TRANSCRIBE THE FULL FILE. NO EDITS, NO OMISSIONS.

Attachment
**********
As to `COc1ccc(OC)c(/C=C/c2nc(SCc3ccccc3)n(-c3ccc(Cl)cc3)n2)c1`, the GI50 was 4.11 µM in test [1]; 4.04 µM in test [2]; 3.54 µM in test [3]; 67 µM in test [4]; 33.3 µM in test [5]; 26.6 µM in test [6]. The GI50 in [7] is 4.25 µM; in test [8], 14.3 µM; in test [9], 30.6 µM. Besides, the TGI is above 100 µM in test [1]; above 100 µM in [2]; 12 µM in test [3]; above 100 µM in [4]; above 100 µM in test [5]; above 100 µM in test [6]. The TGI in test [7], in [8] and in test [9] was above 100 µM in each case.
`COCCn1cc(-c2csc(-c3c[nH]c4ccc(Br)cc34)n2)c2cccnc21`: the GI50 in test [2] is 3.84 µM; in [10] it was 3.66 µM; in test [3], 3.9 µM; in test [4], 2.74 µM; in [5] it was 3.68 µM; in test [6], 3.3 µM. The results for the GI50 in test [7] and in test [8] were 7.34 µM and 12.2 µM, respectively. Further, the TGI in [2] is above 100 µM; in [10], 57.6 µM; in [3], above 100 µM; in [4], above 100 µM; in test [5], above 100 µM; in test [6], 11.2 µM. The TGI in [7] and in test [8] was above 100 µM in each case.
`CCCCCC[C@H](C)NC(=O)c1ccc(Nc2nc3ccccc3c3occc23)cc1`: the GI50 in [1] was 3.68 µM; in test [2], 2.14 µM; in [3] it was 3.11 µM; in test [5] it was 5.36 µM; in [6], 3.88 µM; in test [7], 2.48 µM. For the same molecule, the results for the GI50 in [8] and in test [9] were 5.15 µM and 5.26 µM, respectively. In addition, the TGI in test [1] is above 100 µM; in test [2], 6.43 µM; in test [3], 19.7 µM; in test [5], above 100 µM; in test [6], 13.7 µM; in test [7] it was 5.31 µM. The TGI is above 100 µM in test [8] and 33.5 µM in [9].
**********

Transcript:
As to `COc1ccc(OC)c(/C=C/c2nc(SCc3ccccc3)n(-c3ccc(Cl)cc3)n2)c1`, the GI50 was 4.11 µM in test [1]; 4.04 µM in test [2]; 3.54 µM in test [3]; 67 µM in test [4]; 33.3 µM in test [5]; 26.6 µM in test [6]. The GI50 in [7] is 4.25 µM; in test [8], 14.3 µM; in test [9], 30.6 µM. Besides, the TGI is above 100 µM in test [1]; above 100 µM in [2]; 12 µM in test [3]; above 100 µM in [4]; above 100 µM in test [5]; above 100 µM in test [6]. The TGI in test [7], in [8] and in test [9] was above 100 µM in each case.
`COCCn1cc(-c2csc(-c3c[nH]c4ccc(Br)cc34)n2)c2cccnc21`: the GI50 in test [2] is 3.84 µM; in [10] it was 3.66 µM; in test [3], 3.9 µM; in test [4], 2.74 µM; in [5] it was 3.68 µM; in test [6], 3.3 µM. The results for the GI50 in test [7] and in test [8] were 7.34 µM and 12.2 µM, respectively. Further, the TGI in [2] is above 100 µM; in [10], 57.6 µM; in [3], above 100 µM; in [4], above 100 µM; in test [5], above 100 µM; in test [6], 11.2 µM. The TGI in [7] and in test [8] was above 100 µM in each case.
`CCCCCC[C@H](C)NC(=O)c1ccc(Nc2nc3ccccc3c3occc23)cc1`: the GI50 in [1] was 3.68 µM; in test [2], 2.14 µM; in [3] it was 3.11 µM; in test [5] it was 5.36 µM; in [6], 3.88 µM; in test [7], 2.48 µM. For the same molecule, the results for the GI50 in [8] and in test [9] were 5.15 µM and 5.26 µM, respectively. In addition, the TGI in test [1] is above 100 µM; in test [2], 6.43 µM; in test [3], 19.7 µM; in test [5], above 100 µM; in test [6], 13.7 µM; in test [7] it was 5.31 µM. The TGI is above 100 µM in test [8] and 33.5 µM in [9].